China’s exports tumbled 25.4 percent from a year earlier in February in dollar terms, marking the biggest slide since May 2009, according to Customs data released Tuesday.
Imports, meanwhile, slid 13.8 percent, also coming in worse than what economists had expected.
Analysts polled by Reuters had expected exports to fall by 12.5 percent and imports to drop 10.0 percent from a year earlier.
There was a trade surplus of US$32.59 billion in February, the figures released by the General Administration of Customs showed.
In yuan-denominated terms, exports fell 20.6 percent in February from a year earlier, while imports dropped 8.0 percent, leaving a trade surplus of 209.5 billion yuan (US$32.20 billion) for the month.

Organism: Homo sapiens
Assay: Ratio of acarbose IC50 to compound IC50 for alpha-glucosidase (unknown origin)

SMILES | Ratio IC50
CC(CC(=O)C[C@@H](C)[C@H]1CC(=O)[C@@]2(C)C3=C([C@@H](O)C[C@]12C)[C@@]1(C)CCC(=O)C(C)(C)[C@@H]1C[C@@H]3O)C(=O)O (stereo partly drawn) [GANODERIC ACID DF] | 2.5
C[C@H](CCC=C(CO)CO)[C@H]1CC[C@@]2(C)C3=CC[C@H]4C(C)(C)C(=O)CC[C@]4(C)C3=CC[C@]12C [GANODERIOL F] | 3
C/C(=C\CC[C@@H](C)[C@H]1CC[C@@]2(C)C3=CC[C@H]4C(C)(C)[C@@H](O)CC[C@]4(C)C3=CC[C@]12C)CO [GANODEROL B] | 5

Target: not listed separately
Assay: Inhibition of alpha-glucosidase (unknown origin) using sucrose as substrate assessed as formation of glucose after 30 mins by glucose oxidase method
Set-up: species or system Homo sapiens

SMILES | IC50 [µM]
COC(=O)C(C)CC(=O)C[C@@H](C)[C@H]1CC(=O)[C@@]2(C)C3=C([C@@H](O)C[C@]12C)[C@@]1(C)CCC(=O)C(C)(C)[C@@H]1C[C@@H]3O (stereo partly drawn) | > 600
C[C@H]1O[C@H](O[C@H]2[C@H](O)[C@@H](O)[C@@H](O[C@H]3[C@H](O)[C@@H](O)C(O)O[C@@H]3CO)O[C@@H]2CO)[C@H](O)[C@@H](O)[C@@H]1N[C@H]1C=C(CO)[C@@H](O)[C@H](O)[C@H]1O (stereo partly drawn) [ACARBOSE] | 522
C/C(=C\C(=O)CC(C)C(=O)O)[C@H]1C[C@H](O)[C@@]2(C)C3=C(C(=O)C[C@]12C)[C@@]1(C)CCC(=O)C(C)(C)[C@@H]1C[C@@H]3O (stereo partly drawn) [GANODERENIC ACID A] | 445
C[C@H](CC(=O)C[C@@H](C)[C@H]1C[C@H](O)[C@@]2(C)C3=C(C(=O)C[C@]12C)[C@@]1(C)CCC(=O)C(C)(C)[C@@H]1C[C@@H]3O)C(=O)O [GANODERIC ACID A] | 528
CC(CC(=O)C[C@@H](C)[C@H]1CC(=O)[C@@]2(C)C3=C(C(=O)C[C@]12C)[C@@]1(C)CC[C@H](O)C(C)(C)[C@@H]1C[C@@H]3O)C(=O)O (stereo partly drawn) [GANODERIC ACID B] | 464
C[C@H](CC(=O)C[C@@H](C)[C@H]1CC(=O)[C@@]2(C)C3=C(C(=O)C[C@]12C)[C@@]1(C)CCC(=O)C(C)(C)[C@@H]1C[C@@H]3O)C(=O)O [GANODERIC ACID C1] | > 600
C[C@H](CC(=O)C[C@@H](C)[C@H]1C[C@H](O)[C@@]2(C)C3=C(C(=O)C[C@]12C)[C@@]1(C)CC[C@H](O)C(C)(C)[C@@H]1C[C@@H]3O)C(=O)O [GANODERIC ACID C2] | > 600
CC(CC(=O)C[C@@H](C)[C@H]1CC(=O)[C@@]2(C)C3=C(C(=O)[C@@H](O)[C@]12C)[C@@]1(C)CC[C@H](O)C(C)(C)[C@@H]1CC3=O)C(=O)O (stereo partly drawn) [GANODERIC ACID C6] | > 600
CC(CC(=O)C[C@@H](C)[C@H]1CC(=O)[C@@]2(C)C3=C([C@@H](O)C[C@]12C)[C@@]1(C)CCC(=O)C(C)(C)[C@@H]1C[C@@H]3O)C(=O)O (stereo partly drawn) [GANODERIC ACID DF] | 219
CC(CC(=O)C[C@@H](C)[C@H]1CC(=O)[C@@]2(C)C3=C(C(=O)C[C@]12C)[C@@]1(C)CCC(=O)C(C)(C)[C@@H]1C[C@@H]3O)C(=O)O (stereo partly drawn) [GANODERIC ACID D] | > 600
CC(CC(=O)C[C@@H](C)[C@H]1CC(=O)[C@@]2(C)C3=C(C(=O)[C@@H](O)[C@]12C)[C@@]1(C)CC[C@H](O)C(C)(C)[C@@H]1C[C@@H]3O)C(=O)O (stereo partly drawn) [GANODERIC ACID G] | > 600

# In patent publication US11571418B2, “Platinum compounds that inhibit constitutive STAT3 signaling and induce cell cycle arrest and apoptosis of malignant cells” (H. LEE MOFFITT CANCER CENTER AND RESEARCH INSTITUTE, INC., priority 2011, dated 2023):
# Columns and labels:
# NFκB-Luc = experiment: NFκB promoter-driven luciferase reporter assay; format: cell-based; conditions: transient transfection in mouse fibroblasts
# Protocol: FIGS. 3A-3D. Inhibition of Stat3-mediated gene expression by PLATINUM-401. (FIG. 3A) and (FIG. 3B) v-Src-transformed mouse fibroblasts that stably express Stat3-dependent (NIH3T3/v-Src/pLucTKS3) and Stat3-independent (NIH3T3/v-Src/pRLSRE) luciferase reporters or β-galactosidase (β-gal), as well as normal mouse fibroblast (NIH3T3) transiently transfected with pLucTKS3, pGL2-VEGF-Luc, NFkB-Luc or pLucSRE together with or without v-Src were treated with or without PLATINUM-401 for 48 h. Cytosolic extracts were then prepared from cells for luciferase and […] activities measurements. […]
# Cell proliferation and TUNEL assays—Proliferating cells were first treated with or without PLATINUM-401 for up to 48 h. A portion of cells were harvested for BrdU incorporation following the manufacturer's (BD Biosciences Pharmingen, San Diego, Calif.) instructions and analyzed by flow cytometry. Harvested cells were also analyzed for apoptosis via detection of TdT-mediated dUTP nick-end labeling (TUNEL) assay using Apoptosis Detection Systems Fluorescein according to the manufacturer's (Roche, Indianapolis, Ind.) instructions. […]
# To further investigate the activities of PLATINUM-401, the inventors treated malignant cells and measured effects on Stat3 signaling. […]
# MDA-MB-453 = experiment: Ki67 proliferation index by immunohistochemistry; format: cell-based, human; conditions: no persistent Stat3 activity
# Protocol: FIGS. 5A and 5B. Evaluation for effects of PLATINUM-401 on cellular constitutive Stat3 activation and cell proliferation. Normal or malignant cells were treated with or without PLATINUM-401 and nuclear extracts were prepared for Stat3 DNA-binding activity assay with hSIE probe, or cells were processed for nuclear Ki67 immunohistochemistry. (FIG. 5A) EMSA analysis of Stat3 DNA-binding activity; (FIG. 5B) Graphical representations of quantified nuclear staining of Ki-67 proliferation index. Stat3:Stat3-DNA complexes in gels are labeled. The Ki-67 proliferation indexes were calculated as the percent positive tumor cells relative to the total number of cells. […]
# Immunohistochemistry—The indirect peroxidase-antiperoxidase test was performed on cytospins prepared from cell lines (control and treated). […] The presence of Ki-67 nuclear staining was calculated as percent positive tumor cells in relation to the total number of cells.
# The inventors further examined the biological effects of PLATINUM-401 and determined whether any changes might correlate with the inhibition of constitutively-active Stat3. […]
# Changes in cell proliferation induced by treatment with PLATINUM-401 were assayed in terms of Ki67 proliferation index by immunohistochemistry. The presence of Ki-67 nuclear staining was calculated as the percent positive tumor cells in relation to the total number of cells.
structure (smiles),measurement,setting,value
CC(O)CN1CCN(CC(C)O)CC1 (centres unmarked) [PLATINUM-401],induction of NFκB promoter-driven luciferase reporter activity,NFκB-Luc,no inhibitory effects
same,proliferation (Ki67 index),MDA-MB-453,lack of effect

The trade figures might be distorted by the week-long Lunar New Year holiday last month, Reuters cited analysts as saying.
Many businesses close for the long holidays or sharply reduce operations.
Commerce Minister Gao Hucheng said last month that he was confident that China’s trade conditions would stabilize and improve in 2016.
But authorities have acknowledged that they face a tough battle to keep the economy growing by at least 6.5 percent over the next five years.
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